Binge drinking among young people has no relationship with development of alcoholism later in life 300(78.1) 84(21.9)
Alcohol use at an early age increases the risk of dependence. 48(12.5) 336(87.5)
Alcohol is a risk to poor performance or drop out at school 359(93.5) 25(6.5)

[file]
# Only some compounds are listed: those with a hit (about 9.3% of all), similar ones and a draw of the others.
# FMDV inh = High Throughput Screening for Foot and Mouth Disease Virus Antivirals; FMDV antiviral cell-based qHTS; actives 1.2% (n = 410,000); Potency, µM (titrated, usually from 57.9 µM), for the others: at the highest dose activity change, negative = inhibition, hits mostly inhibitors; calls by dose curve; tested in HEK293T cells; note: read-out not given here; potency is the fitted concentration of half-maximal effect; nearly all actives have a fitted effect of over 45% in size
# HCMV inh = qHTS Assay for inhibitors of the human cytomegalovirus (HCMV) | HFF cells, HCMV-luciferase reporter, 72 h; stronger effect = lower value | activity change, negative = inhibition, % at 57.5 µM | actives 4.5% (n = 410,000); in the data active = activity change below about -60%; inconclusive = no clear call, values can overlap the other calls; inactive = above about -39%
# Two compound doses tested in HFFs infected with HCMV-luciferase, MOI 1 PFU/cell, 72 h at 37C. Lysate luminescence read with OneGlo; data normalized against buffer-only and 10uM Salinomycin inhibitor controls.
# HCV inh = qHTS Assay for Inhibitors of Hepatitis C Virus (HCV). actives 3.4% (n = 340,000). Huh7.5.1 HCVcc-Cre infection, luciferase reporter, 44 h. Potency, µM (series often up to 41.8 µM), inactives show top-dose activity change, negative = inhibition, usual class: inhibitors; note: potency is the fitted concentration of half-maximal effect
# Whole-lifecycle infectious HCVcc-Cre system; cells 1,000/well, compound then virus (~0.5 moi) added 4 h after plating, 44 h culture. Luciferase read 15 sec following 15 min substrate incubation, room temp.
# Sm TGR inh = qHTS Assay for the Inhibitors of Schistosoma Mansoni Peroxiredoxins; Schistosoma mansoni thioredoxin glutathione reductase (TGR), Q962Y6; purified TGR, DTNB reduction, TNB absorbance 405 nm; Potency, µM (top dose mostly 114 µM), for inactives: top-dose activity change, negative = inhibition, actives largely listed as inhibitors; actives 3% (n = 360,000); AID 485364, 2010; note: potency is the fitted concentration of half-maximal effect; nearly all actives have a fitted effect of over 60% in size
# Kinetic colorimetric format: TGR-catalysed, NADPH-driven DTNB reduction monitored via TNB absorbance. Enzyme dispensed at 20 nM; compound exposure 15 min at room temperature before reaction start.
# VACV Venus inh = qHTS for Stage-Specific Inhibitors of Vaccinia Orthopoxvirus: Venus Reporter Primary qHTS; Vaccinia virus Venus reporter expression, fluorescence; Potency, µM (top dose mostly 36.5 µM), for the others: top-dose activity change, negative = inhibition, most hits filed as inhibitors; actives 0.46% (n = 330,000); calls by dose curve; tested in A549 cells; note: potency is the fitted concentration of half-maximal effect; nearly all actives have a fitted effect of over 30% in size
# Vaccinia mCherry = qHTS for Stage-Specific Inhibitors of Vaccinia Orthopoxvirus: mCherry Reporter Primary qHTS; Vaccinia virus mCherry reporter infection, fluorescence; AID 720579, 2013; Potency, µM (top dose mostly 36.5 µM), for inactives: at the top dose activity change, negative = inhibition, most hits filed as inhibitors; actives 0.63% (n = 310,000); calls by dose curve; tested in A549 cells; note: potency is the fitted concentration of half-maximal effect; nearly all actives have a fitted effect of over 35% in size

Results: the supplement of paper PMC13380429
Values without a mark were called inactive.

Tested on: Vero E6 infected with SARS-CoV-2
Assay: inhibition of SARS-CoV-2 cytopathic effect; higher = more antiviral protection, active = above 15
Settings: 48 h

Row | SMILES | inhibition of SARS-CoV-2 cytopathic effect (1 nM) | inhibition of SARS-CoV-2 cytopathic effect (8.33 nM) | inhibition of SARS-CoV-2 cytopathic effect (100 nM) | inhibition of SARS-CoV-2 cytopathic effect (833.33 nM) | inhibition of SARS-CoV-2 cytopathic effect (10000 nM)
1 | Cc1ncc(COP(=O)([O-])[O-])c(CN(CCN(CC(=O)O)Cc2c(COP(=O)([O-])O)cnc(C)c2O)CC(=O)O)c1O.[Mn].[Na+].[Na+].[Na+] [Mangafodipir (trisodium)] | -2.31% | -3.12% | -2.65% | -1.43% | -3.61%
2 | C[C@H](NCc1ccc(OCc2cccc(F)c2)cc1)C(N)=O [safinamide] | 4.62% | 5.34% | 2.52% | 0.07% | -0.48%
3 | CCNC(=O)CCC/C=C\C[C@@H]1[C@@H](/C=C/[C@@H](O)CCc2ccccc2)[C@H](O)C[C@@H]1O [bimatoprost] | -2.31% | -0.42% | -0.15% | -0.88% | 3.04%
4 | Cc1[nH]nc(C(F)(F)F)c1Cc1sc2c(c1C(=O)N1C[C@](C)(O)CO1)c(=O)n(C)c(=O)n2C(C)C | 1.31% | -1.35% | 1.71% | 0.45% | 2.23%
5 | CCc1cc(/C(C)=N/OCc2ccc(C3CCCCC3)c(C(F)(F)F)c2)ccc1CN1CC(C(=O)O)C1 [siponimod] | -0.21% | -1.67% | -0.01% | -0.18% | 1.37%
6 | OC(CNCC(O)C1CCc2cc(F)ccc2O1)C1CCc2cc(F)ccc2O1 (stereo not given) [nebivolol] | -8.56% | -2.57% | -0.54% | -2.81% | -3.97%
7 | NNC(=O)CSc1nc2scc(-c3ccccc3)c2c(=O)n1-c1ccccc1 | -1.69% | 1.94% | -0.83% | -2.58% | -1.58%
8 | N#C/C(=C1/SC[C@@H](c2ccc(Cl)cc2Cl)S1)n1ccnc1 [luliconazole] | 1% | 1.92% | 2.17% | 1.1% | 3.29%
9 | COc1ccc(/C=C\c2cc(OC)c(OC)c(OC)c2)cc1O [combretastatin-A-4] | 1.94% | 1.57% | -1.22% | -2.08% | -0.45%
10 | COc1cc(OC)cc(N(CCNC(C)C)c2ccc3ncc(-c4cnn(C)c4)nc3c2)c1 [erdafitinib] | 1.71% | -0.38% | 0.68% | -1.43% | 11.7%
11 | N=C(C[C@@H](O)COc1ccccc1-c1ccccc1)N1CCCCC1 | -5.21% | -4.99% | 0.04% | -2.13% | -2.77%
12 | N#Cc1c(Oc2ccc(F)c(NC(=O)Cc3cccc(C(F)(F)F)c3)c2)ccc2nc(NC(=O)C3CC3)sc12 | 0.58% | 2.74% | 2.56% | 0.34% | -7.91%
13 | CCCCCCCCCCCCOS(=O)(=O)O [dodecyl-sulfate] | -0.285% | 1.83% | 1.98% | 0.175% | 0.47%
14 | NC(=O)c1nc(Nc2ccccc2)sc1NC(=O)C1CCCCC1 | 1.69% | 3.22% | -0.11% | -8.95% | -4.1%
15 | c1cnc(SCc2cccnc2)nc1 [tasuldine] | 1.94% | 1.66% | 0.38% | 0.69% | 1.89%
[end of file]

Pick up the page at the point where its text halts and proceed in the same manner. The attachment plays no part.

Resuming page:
To test knowledge of effects of alcohol among the respondents, a series of questions were asked. Among the respondents, 97.7% said it was true that alcohol is a mood-altering stimulant. In addition, 85.6% of the respondents said that the effects of alcohol vary according to individual as they are dependent on sex, weight, metabolism and presence of food in the stomach. Furthermore, when asked if alcohol increases sexual drive and ability, 68.8% of the respondents said that alcohol increases sexual drive. There was a mixed reaction when asked if “one could leave their passed out friend to go back to the party” with half of respondents (50.8%) agreeing they would go back to the party leaving their friend behind and close to another half saying it is wrong to go back to the party (49.2). When looking at the risk factors that could lead to alcohol consumption, 89.6% agreed that “if both parents drink, there is a high probability that the child will drink”. Only 29.1% versus 78.1% agreed that Binge drinking among young people has relationship with development of alcoholism later in life. Only 12.5% compared to 87.5% of the respondents said it is true alcohol use at an early age increased the risk of alcohol dependence. The findings also showed that the respondents were aware that alcohol consumption was strong associated with a risk to poor performance or drop out at school.